State v. Lusane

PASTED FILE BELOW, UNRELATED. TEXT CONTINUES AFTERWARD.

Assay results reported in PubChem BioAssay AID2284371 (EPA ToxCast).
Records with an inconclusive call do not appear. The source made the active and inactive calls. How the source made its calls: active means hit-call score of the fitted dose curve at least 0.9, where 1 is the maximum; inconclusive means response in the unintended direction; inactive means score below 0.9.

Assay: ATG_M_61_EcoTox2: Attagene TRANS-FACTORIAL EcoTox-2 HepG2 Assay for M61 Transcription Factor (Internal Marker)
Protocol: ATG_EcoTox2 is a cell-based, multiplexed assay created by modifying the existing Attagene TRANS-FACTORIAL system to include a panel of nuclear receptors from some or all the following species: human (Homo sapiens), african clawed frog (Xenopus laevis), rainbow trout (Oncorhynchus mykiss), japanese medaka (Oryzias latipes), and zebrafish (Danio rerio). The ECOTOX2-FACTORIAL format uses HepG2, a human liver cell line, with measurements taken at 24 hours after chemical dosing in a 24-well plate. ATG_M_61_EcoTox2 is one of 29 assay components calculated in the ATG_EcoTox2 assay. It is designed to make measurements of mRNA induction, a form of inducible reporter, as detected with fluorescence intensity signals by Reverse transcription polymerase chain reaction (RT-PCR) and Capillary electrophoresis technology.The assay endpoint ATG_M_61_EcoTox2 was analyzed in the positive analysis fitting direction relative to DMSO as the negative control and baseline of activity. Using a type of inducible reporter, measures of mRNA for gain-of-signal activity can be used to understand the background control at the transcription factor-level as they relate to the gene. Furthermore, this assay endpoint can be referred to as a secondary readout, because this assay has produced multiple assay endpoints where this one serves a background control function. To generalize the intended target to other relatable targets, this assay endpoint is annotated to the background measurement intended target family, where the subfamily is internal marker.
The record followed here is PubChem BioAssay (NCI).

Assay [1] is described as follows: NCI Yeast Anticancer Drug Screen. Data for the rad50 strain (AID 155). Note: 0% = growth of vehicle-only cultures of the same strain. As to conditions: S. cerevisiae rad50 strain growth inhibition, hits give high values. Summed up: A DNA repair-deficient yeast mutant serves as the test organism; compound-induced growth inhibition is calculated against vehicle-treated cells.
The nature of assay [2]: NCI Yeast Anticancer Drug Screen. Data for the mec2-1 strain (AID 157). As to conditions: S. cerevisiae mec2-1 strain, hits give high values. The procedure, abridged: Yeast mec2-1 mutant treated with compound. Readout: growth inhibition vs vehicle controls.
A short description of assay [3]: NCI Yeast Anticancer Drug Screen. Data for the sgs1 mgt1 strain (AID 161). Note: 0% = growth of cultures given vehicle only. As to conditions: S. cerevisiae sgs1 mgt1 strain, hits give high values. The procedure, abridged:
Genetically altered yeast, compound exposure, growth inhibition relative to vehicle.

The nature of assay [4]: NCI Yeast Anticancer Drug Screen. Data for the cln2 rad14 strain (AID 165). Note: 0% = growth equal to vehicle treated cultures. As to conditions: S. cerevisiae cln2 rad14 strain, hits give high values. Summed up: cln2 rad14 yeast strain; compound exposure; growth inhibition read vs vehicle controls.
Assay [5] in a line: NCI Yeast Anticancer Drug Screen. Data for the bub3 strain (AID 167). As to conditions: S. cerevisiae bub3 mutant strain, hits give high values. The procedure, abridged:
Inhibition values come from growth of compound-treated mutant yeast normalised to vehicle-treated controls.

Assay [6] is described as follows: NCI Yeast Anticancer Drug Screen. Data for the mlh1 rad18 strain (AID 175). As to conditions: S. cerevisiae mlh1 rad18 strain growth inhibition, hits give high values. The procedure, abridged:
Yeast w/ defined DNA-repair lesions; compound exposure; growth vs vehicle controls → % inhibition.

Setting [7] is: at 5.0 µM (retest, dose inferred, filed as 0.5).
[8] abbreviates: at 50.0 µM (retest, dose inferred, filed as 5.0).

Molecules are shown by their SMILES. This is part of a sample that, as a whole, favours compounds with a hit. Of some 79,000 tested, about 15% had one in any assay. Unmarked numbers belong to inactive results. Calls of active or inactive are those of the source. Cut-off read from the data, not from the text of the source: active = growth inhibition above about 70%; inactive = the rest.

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[Cite as State v. Lusane, 2016-Ohio-5886.] IN THE COURT OF APPEALS ELEVENTH APPELLATE DISTRICT PORTAGE COUNTY, OHIO STATE OF OHIO, Plaintiff-Appellee, : OPINION : CASE NO. 2016-P-0009 - vs - : MATTHEW M. LUSANE, Defendant-Appellant. : : Civil Appeal from the Portage County Court of Common Pleas, Case No. 2013 CR 04443 Judgment: Affirmed. Victor V. Vigluicci, Portage County Prosecutor, and Pamela J. Holder, Assistant Prosecutor, 241 South Chestnut Street, Ravenna, OH 44266 (For Plaintiff-Appellee). Matthew M. Lusane, pro se, PID: A660-925, Trumbull Correctional Institution, TCC Camp, P.O. Box 640, 5701 Burnett Road, Leavittsburg, OH 44430 (For DefendantAppellant). THOMAS R. WRIGHT, J. {¶1} Appellant, Matthew M. Lusane, appeals the trial court’s decision overruling his petition for postconviction relief. As his primary challenge, he asserts the trial court erred in concluding that res judicata bars consideration of the merits. For the following reasons, we affirm. {¶2} This is the second appeal appellant has brought from his conviction on two OVI charges and one count of driving while under suspension. In State v. Lusane, 11th Dist. Portage No. 2014-P-0057, 2016-Ohio-267, we upheld his conviction in all respects. In discussing the underlying charges against him, our opinion states, at ¶2: {¶3} “In July 2013, appellant was indicted on [two] OVI offenses and one count of driving with a suspended license, a first-degree misdemeanor under R.C. 4510.11(A). The OVI charges were brought pursuant to R.C. 4511.19(A)(1)(h) and 4511.19(A)(1)(a), and allege that appellant had pleaded guilty to, or had been convicted of, five prior OVI offenses within the last twenty years making them fourth-degree felonies pursuant to R.C. 4511.19(G)(1)(d). The OVI counts also contain a repeat offender specification under R.C. 2941.1413, predicated upon the allegation that appellant had either been convicted of, or pleaded guilty to, five other OVI offenses in the past twenty years.” {¶4} Appellant filed multiple motions during the trial proceedings, two of which are pertinent to this appeal. First, his first trial counsel moved to suppress all evidence obtained during the traffic stop of his motor vehicle. During the evidentiary hearing on this motion, it was shown that the arresting officer’s initial decision to follow appellant was based upon a 9-1-1 call from a private citizen who reported erratic driving. As a result, defense counsel requested that the state be required to provide an audiotape copy of the 9-1-1 call. Although the trial court denied appellant’s separate motion to continue the suppression hearing, the court ordered the state to comply with the discovery request. {¶5} Subsequently, the state provided a tape which had appellant’s name on its cover. However, when appellant played the tape, he quickly realized it did not pertain to his case. When appellant again sought the correct tape, the state informed that a copy of the 9-1-1 call could no longer be given because the audiotape had been erased and used again pursuant to department policy. In light of this, appellant moved to dismiss all 2 pending charges on the grounds that the state failed to preserve relevant evidence. Upon hearing the state’s explanation of the department policy, the trial court overruled the motion to dismiss. {¶6} Under a separate motion, appellant sought dismissal of both OVI counts on the basis that one of his five previous OVI convictions was invalid. Specifically, he asserted his conviction in Portage County Municipal Court Case No. 2005 TCR 11364 was not enforceable because, even though a judgment was issued stating that he had pleaded guilty to the OVI offense, the municipal court did not hold a plea hearing prior to accepting the plea and imposing sentence. After conducting an evidentiary hearing, the trial court denied the motion to dismiss, finding that appellant had at least five prior valid OVI convictions and that he was represented by counsel in all of the prior proceedings. {¶7} Once the trial court disposed of all pretrial motions, a jury trial was held. After the jury returned a guilty verdict on all three charges, the trial court merged the two OVI counts and the accompanying specifications for sentencing purposes and ultimately ordered appellant to serve an aggregate term of six years. {¶8} Approximately eight months after appealing the final sentencing judgment, appellant filed a petition for postconviction relief, raising two claims. Over the ensuing months, he submitted two supplements to the petition, asserting two additional claims. First, he asserted that a second prior OVI conviction was invalid because it was based upon a no contest plea, instead of a guilty plea. Second, he maintained that the state committed fraud in attempting to give him a tape of a 9-1-1 call that did not pertain to his case. Third, he alleged that he was denied effective assistance of trial counsel during the evidentiary hearing that addressed his motion to dismiss based upon the lack of a plea hearing in the prior OVI action. Fourth, he argued that the markings the trial judge 3 made on the signature line of the sentencing judgment did not form a valid signature. {¶9} After the state submitted a response to appellant’s petition and moved for summary judgment, the trial court issued its final judgment dismissing the petition in its entirety. As to each of appellant’s four claims, the court held that they were barred from consideration under the doctrine of res judicata. {¶10} In appealing this determination, appellant raises three assignments of error: {¶11} “[1.] The trial court erred by improperly using res judicata as the basis for dismissing appellant’s petition before the decision of his first appeal of right in the OVI case. {¶12} “[2.] The trial court erred by issuing insufficient findings and conclusions of law that make no reference to the specific portions of the file or record supporting the court’s findings and that contradict the allegations in the petition, affidavits and evidence dehors the record. {¶13} “[3.] The trial court erred by not holding an evidentiary hearing pursuant to R.C. 2953.21(E) where the evidence dehors the record established substantial grounds supporting appellant’s claim that he was denied effective assistance of counsel in the OVI case.” {¶14} Under his first assignment, appellant maintains that none of his postconviction petition claims are subject to res judicata because they are based upon evidence not included in the record. In regard to three of his four claims, he cites the specific evidence upon which his arguments were predicated. {¶15} “‘[P] rinciples of res judicata prevent relief on successive, similar motions raising issues which were or could have been raised originally.’ Brick Processors, Inc. 4 v. Culbertson (1981), 2 Ohio App.3d 478, 2 Ohio B. 604, 442 N.E.2d 1313, paragraph one on the syllabus. Stated differently, any issues that were raised or could have been raised by a defendant at the trial court level or on direct appeal are res judicata and not subject to review in subsequent proceedings. State v. Perry (1967), 10 Ohio St.2d 175, 226 N.E.2d 104, paragraph nine of the syllabus; State v. Davis, 119 Ohio St.3d 422, 2008 Ohio 4608, at ¶6, 894 N.E.2d 1221. {¶16} “Additionally, res judicata applies to proceedings involving postconviction relief. State v. Szefcyk (1996), 77 Ohio St.3d 93, 95, 1996 Ohio 337, 671 N.E.2d 233. However, the application of res judicata in postconviction proceedings is not absolute. State v. Smith, 4th Dist. No. 09CA3128, 2011 Ohio 664, at ¶10.” State v. Lintz, 11th Dist. Lake No. 2010-L-067, 2011-Ohio-6511, ¶36-37. {¶17} As appellant correctly notes, res judicata does not defeat a postconviction claim if the claim is supported by evidence outside the record. State v. Sopjack, 11th Dist. Geauga No. 96-G-2004, 1997 Ohio App. LEXIS 3789, *9-10 (Aug. 22, 1997). “‘To avoid the application of res judicata, the evidence supporting appellant’s claim must assert competent, relevant and material evidence outside the trial court’s record, and it must not be evidence that existed or was available for use at the time of trial.’” State v. Poling, 11th Dist. Ashtabula No. 2012-A-0002, 2012-Ohio-3039, ¶19, quoting State v. Schrock, 11th Dist. Lake No. 2007-L-191, 2008-Ohio-3745, ¶21. {¶18} The dispute regarding the 9-1-1 tape was raised before the trial court during an evidentiary hearing, at which time the state gave a full explanation as to why the wrong tape was given to appellant’s counsel and why the tape pertaining to his case no longer existed. The precise issue before the trial court concerned whether appellant’s due process rights were violated as a result of the state’s failure to ensure 5 the preservation of the audiotape. Even though the materials attached to appellant’s postconviction petition had information concerning the retention schedule of the state highway patrol, this information was identical to the prosecutor’s statement during the evidentiary hearing: i.e., tapes of telephone calls were retained for only thirty days. Thus, appellant’s “new” evidence is redundant, and the issue could have been fully considered in the direct appeal from the sentencing judgment. {¶19} Under his third postconviction claim, appellant stated that he was denied effective assistance when his trial counsel failed to present evidence regarding whether a plea hearing took place during the 2005 OVI proceeding before the Portage County Municipal Court. Specifically, he alleged that counsel could have presented a transcript of a hearing in the prior case. However, as part of our holding in appellant’s first appeal, this court concluded that a prior OVI conviction cannot be collaterally attacked on the basis that the failure to comply with Crim.R. 11(C) renders a guilty plea invalid. Lusane, 2016-Ohio-267, at ¶18. Accordingly, the transcript is irrelevant to disposition and was, if not in existence, previously available. Accordingly, res judicata applies. {¶20} Under his fourth claim, appellant contends that the trial judge’s markings on the final sentencing judgment do not constitute a valid signature. In trying to submit “evidence” supporting this claim, he attached to his petition a copy of a separate judgment the trial judge issued in another case. However the manner in which the trial judge may have signed other judgments has no bearing upon the validity of the signature on the sentencing judgment. To this extent, appellant did not present competent material or relevant evidence outside the record regarding his fourth claim. Moreover, signature comparisons existed and were previously available. {¶21} As a separate argument on the res judicata issue, appellant maintains that 6 the trial court could not rely upon the doctrine because his direct appeal from the final sentencing judgment was still pending when the trial court ruled upon his postconviction petition. Citing State v. Keeley, 4th Dist. Washington No. 12CA15, 2013-Ohio-474, he argues that the final opinion on the direct appeal must be issued before res judicata can be invoked. {¶22} As noted above, res judicata applies to any issue which was or could have been previously raised. Lintz, 2011-Ohio-6511, at ¶16. applicable when an appeal is pending. Therefore, the doctrine is As in this case, regardless of the pending appeal, the trial court was able to determine that all arguments presented were either previously decided on the merits or were capable of being previously advanced. Therefore, Keeley is unpersuasive. {¶23} As the trial court did not err in dismissing appellant’s petition on the basis of res judicata, his first assignment lacks merit. {¶24} Under his second assignment, appellant asserts that the trial court’s final judgment on his postconviction petition did not set forth sufficient findings of fact and conclusions of law to satisfy its statutory obligation under R.C. 2953.21(C). According to him, the trial court failed to fully discuss all issues and evidence cited in his petition. {¶25} R.C, 2953.21(C) mandates that a trial court provides findings of fact and conclusions of law if it dismisses a petition for postconviction relief. The purpose for this requirement is to apprise both the petitioner and the appellate court of the basis for the decision so that it can be properly reviewed on appeal. State v. Waskells, 11th Dist. Portage Nos. 2012-P-0152 and 2013-P-0010, 2013-Oio-4121, ¶37, quoting State v. Mapson, 1 Ohio St.3d 217, 219, 1 Ohio B. 240, 438 N.E.2d 910 (1982). To satisfy the requirement, a trial court is not obligated to give a lengthy discussion or discuss every 7 issue raised by the petitioner. State v. Grega, 11th Dist. Ashtabula No. 2014-A-0052, 2015-Ohio-946, ¶11, quoting State v. Calhoun, 86 Ohio St.3d 279, 291, 1999-Ohio-102, 714 N.E.2d 905 (1999). {¶26} In this case, the trial court stated the grounds for its decision as to each of the four claims raised by appellant. The court also provided an explanation regarding why res judicata bars each claim. To this extent, the court’s judgment sufficiently states the basis for the decision and proper review. Thus appellant’s second assignment is without merit. {¶27} Under his final assignment, appellant maintains that the trial court erred in not holding an evidentiary hearing on his petition prior to issuing its ruling. In raising this point, he focuses solely upon his claim that he was denied effective assistance of trial counsel. {¶28} Appellant’s ineffective assistance claim was based upon two contentions. First, he contended that his counsel failed to present all existing evidence concerning whether a plea hearing was actually held in the prior Portage Municipal Court OVI case. But, as noted above, the lack of a plea hearing is not a viable basis for nullifying a prior OVI conviction for purposes of a felony OVI charge. As a result, a hearing was not required. {¶29} The second basis for the ineffective assistance claim was that his counsel did not present all relevant evidence regarding the tape of the wrong 9-1-1 call. However, during the March 28, 2014 hearing, the trial court was informed of the state’s mistake and that the tape of the relevant 9-1-1 call was erased. Therefore, the trial court had sufficient evidence before it to decide if any due process violation had occurred. Moreover, given that the state admitted that it provided the wrong tape, no 8 further evidence on the point was necessary. {¶30} Appellant’s petition did not state sufficient operative facts to demonstrate he was denied effective assistance of counsel during the trial proceedings. The trial court was, therefore, not obligated to hold an evidentiary hearing prior to dismissing his petition. Waskells, 2013-Ohio-4121, at ¶31. Accordingly, appellant’s third assignment also lacks merit. {¶31} The judgment of the Portage County Court of Common Pleas is affirmed. TIMOTHY P. CANNON, J., concurs, COLLEEN MARY O’TOOLE, J., concurs with a Concurring Opinion. ____________________ COLLEEN MARY O’TOOLE, J., concurs with a Concurring Opinion. {¶32} Although I dissented from the majority opinion in appellant’s prior appeal before this court, I concur in the present matter. I base my concurrence on the fact that appellant has already had a full appeal before this court. Disagreement with this court’s prior decision, absent additional argument or evidence, is insufficient. 9